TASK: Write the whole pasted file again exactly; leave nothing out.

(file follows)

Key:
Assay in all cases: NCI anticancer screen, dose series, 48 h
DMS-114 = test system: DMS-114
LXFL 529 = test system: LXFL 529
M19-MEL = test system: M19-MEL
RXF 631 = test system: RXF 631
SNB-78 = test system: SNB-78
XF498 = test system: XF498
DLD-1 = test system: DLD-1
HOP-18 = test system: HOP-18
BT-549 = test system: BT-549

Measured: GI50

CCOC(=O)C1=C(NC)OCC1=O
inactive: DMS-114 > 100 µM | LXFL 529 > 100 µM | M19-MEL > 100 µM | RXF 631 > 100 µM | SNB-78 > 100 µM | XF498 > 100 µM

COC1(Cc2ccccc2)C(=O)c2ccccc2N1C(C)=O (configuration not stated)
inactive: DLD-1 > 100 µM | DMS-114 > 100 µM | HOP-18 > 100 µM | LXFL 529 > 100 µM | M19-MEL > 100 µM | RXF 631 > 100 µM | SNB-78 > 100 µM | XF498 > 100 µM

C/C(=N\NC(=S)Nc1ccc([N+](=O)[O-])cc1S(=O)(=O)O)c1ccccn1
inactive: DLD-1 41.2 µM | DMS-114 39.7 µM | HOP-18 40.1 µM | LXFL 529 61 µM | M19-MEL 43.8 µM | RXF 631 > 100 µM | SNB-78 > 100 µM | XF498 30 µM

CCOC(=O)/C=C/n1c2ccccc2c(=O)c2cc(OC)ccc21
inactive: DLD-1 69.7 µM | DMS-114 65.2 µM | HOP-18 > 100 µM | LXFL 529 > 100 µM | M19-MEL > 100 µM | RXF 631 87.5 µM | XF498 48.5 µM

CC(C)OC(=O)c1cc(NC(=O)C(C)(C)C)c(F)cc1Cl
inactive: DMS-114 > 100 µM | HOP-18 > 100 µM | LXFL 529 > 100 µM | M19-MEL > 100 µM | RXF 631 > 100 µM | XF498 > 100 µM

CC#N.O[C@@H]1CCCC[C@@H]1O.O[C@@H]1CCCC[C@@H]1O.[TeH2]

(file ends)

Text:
Key:
Assay in all cases: NCI anticancer screen, dose series, 48 h
DMS-114 = test system: DMS-114
LXFL 529 = test system: LXFL 529
M19-MEL = test system: M19-MEL
RXF 631 = test system: RXF 631
SNB-78 = test system: SNB-78
XF498 = test system: XF498
DLD-1 = test system: DLD-1
HOP-18 = test system: HOP-18
BT-549 = test system: BT-549

Measured: GI50

CCOC(=O)C1=C(NC)OCC1=O
inactive: DMS-114 > 100 µM | LXFL 529 > 100 µM | M19-MEL > 100 µM | RXF 631 > 100 µM | SNB-78 > 100 µM | XF498 > 100 µM

COC1(Cc2ccccc2)C(=O)c2ccccc2N1C(C)=O (configuration not stated)
inactive: DLD-1 > 100 µM | DMS-114 > 100 µM | HOP-18 > 100 µM | LXFL 529 > 100 µM | M19-MEL > 100 µM | RXF 631 > 100 µM | SNB-78 > 100 µM | XF498 > 100 µM

C/C(=N\NC(=S)Nc1ccc([N+](=O)[O-])cc1S(=O)(=O)O)c1ccccn1
inactive: DLD-1 41.2 µM | DMS-114 39.7 µM | HOP-18 40.1 µM | LXFL 529 61 µM | M19-MEL 43.8 µM | RXF 631 > 100 µM | SNB-78 > 100 µM | XF498 30 µM

CCOC(=O)/C=C/n1c2ccccc2c(=O)c2cc(OC)ccc21
inactive: DLD-1 69.7 µM | DMS-114 65.2 µM | HOP-18 > 100 µM | LXFL 529 > 100 µM | M19-MEL > 100 µM | RXF 631 87.5 µM | XF498 48.5 µM

CC(C)OC(=O)c1cc(NC(=O)C(C)(C)C)c(F)cc1Cl
inactive: DMS-114 > 100 µM | HOP-18 > 100 µM | LXFL 529 > 100 µM | M19-MEL > 100 µM | RXF 631 > 100 µM | XF498 > 100 µM

CC#N.O[C@@H]1CCCC[C@@H]1O.O[C@@H]1CCCC[C@@H]1O.[TeH2]